Friday, April 10, 2015

Eating Happiness

Holy smokes, Batman….I fail at blogging!!  Sorry for the loooong hiatus, but my computer was invaded by a sticky fingered, dirty dish cluttering, homework littering, game installing, dirty sock leaving 13 year old – I think it’s time for his parents to get him his own computer so he can pollute it in 3.5 seconds flat and then go outside and play with sticks and the dogs.  I think we have all the bugs cleaned off (figuratively and literally), but it appears I have not much space left on ye olde hard drives so hopefully this won’t put it over the edge and take me back to a blue screen.

Part of my issue is writing block and memory (or lack therof)….having a hard time thinking of new things, and remember what I’ve already posted, and I don’t want to be that old lady that constantly repeats herself.  Part of my issue is writing block and mem….HAHAHA, sucker!  Sorry, still a bit of a dufus, and that will NEVER change.  So how bout we just cut to the chase and I recipe you up?  More than a couple new ones have wandered through my kitchen in the last year, so let’s mix it up and give you a little variety – not sure you can use them all together, but it could result in the weirdest lunchbox content grand prize so there’s that.

First and best (really, I don’t kid about stuff like that) is a cookie that came into my sights (and maw) via a co-worker.  Her name is Loreli, and she is a sweet and lovely lady who works with numbers.  And this one is a 10 out of 10….it is hard to express how violently I love this cookie, and how having the ingredients to make them in my kitchen make me break into a sweat.  I made a batch, and they were just as good as hers (that doesn’t always happen), and when I got home the next day, there was only one left.  I sat down, got comfy, and ate that bad boy slowly and with many noises, then texted Handsome Stranger and told him what I was doing and that it was like EATING HAPPINESS.  He replied “LOL”, then again with “I had to explain to the girls at work why I was laughing”.  So without further ado, I give you:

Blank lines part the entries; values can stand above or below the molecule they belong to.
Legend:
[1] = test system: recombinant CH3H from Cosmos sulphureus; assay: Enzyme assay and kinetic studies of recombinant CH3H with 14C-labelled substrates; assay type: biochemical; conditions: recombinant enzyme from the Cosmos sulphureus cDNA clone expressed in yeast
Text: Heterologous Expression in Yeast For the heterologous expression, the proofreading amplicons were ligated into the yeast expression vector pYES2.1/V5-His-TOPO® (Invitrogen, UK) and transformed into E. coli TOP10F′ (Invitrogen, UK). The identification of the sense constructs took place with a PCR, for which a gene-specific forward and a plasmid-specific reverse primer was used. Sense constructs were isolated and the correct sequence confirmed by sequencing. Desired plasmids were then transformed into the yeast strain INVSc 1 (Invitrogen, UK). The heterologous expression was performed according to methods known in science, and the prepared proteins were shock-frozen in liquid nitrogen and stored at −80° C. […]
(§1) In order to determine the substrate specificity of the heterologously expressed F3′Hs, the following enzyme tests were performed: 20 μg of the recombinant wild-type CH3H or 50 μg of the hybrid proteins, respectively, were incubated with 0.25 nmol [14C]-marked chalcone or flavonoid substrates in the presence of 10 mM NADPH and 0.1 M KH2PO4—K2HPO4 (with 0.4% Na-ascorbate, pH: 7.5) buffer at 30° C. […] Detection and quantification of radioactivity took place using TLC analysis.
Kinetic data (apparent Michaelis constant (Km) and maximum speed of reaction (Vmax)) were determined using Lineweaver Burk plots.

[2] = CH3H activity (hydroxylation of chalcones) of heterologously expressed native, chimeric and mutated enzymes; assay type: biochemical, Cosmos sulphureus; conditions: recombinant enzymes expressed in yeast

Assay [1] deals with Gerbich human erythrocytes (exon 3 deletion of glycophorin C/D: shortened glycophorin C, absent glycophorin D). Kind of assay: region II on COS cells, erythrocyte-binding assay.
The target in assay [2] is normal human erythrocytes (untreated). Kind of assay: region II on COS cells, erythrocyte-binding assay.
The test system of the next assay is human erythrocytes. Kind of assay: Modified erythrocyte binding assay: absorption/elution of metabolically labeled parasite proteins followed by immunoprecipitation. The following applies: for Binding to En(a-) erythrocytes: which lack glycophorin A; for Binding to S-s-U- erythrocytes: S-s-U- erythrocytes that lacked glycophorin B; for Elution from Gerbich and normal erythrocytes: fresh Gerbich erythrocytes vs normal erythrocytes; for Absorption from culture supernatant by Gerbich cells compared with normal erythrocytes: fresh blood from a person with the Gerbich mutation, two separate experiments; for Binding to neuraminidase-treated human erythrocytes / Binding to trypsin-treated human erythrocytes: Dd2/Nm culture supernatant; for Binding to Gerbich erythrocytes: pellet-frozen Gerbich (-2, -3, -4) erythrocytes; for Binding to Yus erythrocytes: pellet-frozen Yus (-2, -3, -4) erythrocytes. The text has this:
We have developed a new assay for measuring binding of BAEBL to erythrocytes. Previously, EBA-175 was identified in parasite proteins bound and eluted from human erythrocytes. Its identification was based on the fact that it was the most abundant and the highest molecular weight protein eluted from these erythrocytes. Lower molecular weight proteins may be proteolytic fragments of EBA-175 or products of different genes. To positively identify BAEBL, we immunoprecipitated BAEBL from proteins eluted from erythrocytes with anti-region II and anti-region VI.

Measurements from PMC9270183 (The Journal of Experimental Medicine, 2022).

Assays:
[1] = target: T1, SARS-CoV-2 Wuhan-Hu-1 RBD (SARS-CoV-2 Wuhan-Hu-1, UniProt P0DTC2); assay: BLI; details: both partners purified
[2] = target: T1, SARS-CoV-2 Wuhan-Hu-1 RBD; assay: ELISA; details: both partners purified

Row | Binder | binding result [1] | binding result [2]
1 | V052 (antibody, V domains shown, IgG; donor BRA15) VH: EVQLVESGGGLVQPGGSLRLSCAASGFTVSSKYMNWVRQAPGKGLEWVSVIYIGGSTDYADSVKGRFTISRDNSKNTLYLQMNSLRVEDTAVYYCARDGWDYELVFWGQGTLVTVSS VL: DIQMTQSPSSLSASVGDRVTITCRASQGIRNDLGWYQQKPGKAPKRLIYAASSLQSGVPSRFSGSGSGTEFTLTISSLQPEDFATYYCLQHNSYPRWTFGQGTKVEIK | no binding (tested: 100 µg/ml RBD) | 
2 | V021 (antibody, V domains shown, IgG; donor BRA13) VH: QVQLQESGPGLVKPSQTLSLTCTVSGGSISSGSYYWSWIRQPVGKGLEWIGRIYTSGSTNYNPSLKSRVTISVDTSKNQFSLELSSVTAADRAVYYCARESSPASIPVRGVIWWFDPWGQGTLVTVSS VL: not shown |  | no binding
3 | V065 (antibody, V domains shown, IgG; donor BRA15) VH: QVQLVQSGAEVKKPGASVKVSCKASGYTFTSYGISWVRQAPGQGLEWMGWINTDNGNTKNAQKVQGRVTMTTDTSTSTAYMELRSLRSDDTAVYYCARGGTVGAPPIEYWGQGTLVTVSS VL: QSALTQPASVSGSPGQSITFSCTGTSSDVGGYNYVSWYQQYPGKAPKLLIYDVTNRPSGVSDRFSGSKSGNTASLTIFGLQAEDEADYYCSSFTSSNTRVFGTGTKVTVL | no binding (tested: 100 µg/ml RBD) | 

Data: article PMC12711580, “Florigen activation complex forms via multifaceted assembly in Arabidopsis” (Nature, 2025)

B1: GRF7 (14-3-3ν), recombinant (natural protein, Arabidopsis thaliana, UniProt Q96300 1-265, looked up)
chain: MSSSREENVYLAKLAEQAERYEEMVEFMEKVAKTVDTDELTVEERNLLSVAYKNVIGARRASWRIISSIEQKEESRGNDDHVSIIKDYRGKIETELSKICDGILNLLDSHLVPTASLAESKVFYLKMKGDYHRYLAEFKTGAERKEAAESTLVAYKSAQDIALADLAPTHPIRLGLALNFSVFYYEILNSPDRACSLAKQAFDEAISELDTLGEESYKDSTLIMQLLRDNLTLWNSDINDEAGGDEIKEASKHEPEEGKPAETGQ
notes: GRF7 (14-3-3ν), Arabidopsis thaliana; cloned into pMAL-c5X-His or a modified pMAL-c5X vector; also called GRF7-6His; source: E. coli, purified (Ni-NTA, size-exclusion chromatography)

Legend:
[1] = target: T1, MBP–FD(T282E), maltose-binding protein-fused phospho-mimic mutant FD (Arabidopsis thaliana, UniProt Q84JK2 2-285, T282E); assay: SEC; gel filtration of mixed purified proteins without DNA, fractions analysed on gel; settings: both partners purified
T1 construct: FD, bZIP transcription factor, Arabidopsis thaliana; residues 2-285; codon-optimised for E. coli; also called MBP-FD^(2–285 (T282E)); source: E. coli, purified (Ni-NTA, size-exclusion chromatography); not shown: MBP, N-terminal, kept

Happiness Cookies

I emailed Loreli and requested her recipe, and she responded “I’d be happy to share – and I will, but honestly – I don’t measure anything… I’ll give it my best shot!”  She was spot on…..and I got brave and eyeballed it myself, worked like a charm!  Phew….I don’t usually do that with baking!

½ cup creamy peanut butter (or chunky)
½ cup Crisco
2 eggs
½ cup sugar
1 cup brown sugar
1 tsp. vanilla
2 cups flour
1 tsp. baking soda
½ tsp. salt
1 pkg. Heath Bar toffee pieces (these are mui 10-12 oz. of Heath bars and smash them up if necessary, just don't use chocolate chips or you are lame)

Preheat oven to 350, cream peanut butter, Crisco, sugars, eggs and vanilla, then add flour, soda and salt and mix until incorporated, then fold in toffee bits.  Drop by cookie scoop or spoon on cookie sheet and bake 11 minutes; let cool a minute and remove to cooling rack. HIDE FROM KIDS.

I don't have a pic of either, so you get spring
How many times can I post about hummus?  As many as it takes!  On Spring break this year, my little brother who shares a love of food including cooking and inventing it and I went on a culinary adventure – we both work in education so we both had the week to lounge about and thumb our noses at our working stiff spouses who don’t get every holiday known to man off.  I had recently given him a tip on Bob’s Red Mill….for those who have bought their products, there is actually a STORE that carries it all – it also has an in-house restaurant, and you could spend a half day in there and still not see/eat everything.  He texted me on his first trip there and I swear he was hyperventilating in the bulk section....luckily he took his lovely wife so he had someone to hold a paper bag over his nose and mouth until he calmed down.  We decided to go again so we could share each others picks in person, and try a few of their breakfast specialties.  The food is excellent, but we both suffer from the “I can do better at home” syndrome, so it was more about the shared experience and terrorizing the bulk section than anything else – it is a really cool store, and it was really funny when he unintentionally snorted hickory smoke powder from one of the spice jars.